If you know anything about physics, you’ll quickly realize the potential of the cherry picker (or boom lift) to become a catapult. The back tires are raised up a good 2 or 3 feet, so you could see how an abrupt drop from the bridge to solid land could be a problem for the guy operating the picker. Apparently this guy isn’t too familiar with the laws of physics and doesn’t realize what’s about to happen. He’s actually lucky to escape this ordeal with his life or without serious injury.
Boom Lift Turns Catapult
A catapult works, or “worked” would probably be the more appropriate term, by storing tension from tightened ropes or a piece of wood when pulled back into position. The releasing of this tension moves the arm forward, propelling the payload through the air. Obviously, there are no ropes in play here, but the tension is created by the force generated from the drop in height. And just like a catapult, a cherry picker has an arm attached and the “payload” here is the guy operating the machine!
Not Just for Picking Cherries
While the catapult traces it’s invention back to the 1st Century B.C., the cherry picker was of course invented much much later. Also known as a boom lift, elevated work platform, basket crane, hydraladder, or manlift, the cherry picker was invented in the early 1940s by Jay Eitel, who designed a telescopic bucket lift attached to a truck. Though its original use was to give pickers easy access to fruit that was high up on trees—(hence the name cherry picker)—Eitel’s invention proved especially useful to firefighters, who began using cherry pickers to access fires in high-rise buildings. The uses for cherry pickers don’t end there though, as they are critical pieces of equipment in several areas today:
- Servicing electricity and telephone poles
- Tree trimming
- Maintaining buildings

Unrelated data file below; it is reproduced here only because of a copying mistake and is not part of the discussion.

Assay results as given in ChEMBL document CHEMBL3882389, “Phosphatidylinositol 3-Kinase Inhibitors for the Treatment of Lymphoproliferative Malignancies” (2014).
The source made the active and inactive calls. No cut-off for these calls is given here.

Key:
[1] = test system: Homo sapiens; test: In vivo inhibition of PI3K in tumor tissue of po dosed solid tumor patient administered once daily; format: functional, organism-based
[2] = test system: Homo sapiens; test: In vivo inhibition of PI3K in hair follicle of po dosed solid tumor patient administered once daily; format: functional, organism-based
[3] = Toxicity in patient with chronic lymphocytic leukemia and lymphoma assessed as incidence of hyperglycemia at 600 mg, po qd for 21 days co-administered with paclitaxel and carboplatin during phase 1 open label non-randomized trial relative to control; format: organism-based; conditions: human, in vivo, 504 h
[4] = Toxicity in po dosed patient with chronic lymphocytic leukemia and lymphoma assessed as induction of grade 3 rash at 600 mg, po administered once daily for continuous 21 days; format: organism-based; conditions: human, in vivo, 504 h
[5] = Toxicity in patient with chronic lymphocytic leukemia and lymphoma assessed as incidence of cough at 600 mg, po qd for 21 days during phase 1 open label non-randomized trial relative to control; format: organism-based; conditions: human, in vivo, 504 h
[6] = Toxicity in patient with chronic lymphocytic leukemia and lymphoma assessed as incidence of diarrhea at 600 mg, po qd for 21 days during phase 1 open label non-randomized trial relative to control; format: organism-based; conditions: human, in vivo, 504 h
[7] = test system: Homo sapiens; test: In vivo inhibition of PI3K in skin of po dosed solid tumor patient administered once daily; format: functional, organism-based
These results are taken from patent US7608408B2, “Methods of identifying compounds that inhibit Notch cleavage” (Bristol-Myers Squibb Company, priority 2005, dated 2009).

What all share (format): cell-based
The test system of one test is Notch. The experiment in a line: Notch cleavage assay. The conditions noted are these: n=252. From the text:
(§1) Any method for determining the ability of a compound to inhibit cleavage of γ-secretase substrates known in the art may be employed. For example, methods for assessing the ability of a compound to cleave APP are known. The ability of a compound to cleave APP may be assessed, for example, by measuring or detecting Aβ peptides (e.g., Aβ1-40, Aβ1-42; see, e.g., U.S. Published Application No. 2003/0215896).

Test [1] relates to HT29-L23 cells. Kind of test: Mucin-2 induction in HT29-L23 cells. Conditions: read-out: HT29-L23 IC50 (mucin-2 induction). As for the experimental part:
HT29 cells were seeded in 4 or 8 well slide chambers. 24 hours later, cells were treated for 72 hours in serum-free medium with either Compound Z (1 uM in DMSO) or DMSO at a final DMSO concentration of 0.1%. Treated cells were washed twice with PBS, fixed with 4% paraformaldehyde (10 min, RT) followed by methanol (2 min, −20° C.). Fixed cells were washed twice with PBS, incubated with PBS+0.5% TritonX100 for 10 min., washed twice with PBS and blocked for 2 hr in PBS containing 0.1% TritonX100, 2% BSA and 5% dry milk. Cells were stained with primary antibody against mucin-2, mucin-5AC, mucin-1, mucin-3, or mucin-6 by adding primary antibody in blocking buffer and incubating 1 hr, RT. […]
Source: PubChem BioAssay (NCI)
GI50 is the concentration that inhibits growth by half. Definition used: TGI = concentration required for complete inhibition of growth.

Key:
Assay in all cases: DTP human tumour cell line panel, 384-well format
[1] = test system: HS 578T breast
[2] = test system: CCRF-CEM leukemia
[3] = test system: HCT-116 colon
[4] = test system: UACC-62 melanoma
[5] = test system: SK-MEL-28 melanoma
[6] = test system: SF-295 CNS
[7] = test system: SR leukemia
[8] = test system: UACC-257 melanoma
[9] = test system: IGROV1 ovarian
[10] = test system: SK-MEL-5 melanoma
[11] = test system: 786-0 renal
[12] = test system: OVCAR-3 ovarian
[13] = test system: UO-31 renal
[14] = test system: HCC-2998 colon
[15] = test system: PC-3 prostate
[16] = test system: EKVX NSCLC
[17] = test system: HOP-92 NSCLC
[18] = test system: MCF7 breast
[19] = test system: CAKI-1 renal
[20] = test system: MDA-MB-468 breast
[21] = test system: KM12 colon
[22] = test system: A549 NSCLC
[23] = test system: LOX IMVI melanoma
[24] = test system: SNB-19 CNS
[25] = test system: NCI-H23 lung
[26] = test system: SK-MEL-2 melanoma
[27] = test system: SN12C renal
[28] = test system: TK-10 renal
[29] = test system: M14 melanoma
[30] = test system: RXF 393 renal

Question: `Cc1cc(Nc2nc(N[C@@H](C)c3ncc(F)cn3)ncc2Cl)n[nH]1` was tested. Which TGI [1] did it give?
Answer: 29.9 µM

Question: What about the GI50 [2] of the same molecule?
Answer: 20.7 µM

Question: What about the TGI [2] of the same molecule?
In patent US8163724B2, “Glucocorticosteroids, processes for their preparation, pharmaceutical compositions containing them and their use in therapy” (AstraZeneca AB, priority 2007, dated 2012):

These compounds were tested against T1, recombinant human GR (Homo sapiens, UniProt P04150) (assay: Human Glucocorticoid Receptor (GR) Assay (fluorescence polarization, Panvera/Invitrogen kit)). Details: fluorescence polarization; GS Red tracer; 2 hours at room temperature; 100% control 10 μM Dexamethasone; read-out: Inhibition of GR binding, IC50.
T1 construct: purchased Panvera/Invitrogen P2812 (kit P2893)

- Filming large events
- Filming movies
How a Boom Lift Actually Works
A cherry picker consists of a hydraulic lifting system with an enclosed work platform or bucket attached to it. The lifting system and platform are typically attached to a truck or other large vehicle. Alternatively, some are attached to trailers, self-driving bases, or static bases. Cherry pickers can be powered by either a diesel engine or battery. While the earliest cherry pickers required 2 people to operate, the pickers of today can be operated by one person on the platform. You’ll notice the operator can not only raise and move the hydraulic lift, also known as a boom, but also move the vehicle or base in any direction.
Chances are this dude isn’t trained and certified because he’s not following the safety rules of operating a cherry picker. Before you operate one, you need to be in a full body harness. The harness then needs to be hooked to a shock absorber which is then attached to the overhead guard on the picker. You may be interested to know the operation steps after you’re all strapped in. (Just keep in mind that you need to be trained and certified before you can operate one):
- Turn the key and make sure the battery is charged.
- Press the pedal on the floor of the platform with your foot. With your foot pressed down, you can push the lever up to move forward and down to go in reverse.
- The steering wheel allows you to turn left or right. On your dashboard, you can see whether your wheel is centered (green light), turned left or right (yellow light), or turned as far left or right as possible (red light).
- You should drive slowly on a cherry picker, as sudden turns and going to fast can cause the picker to tip over. Also, take a hint from this jobsite accident and avoid driving over any kind of ledge!
- When you’re done picking your cherries, lower the lift all the way before you unhook your harness.
After consideration, I thought about how lucky this guy was to basically cheat death. He got a good 2 feet of air and possibly some bruises but it could have been so much worse. I also wondered how far you could actually launch someone or something on one of these things with enough force. Then again, maybe we should leave that kind of thing to actual catapults.
Sources: ( 1 | 2 )